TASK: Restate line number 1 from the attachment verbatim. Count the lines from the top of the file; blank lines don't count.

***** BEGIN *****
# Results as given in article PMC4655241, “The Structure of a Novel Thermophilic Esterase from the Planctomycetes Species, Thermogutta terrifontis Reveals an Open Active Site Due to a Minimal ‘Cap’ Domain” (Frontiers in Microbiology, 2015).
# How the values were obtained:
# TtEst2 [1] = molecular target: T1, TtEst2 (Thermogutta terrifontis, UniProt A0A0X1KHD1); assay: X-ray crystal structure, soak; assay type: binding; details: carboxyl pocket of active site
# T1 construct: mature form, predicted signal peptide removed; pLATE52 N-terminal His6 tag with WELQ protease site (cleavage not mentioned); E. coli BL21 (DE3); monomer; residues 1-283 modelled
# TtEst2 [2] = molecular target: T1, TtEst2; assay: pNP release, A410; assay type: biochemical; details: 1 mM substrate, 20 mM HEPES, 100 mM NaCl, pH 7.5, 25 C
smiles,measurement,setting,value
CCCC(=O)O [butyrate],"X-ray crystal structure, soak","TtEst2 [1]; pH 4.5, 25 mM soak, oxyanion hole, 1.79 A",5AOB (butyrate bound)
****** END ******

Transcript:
# Results as given in article PMC4655241, “The Structure of a Novel Thermophilic Esterase from the Planctomycetes Species, Thermogutta terrifontis Reveals an Open Active Site Due to a Minimal ‘Cap’ Domain” (Frontiers in Microbiology, 2015).